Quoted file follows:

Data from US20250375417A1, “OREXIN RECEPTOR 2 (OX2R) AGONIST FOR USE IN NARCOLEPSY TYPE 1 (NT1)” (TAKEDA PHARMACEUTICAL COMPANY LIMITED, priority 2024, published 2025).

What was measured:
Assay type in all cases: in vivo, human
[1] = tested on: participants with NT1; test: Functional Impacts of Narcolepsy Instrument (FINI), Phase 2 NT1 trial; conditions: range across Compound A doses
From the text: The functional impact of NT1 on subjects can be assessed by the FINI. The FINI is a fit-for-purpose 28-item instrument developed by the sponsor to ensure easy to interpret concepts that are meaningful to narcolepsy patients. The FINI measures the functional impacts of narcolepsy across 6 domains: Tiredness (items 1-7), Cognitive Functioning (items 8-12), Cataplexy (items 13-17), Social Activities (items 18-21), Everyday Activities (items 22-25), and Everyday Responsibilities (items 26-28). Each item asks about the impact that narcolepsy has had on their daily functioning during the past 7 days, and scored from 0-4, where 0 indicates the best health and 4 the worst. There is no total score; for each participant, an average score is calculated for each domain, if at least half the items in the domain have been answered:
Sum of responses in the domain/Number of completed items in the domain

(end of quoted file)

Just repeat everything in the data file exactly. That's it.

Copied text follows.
Data from US20250375417A1, “OREXIN RECEPTOR 2 (OX2R) AGONIST FOR USE IN NARCOLEPSY TYPE 1 (NT1)” (TAKEDA PHARMACEUTICAL COMPANY LIMITED, priority 2024, published 2025).

What was measured:
Assay type in all cases: in vivo, human
[1] = tested on: participants with NT1; test: Functional Impacts of Narcolepsy Instrument (FINI), Phase 2 NT1 trial; conditions: range across Compound A doses
From the text: The functional impact of NT1 on subjects can be assessed by the FINI. The FINI is a fit-for-purpose 28-item instrument developed by the sponsor to ensure easy to interpret concepts that are meaningful to narcolepsy patients. The FINI measures the functional impacts of narcolepsy across 6 domains: Tiredness (items 1-7), Cognitive Functioning (items 8-12), Cataplexy (items 13-17), Social Activities (items 18-21), Everyday Activities (items 22-25), and Everyday Responsibilities (items 26-28). Each item asks about the impact that narcolepsy has had on their daily functioning during the past 7 days, and scored from 0-4, where 0 indicates the best health and 4 the worst. There is no total score; for each participant, an average score is calculated for each domain, if at least half the items in the domain have been answered:
Sum of responses in the domain/Number of completed items in the domain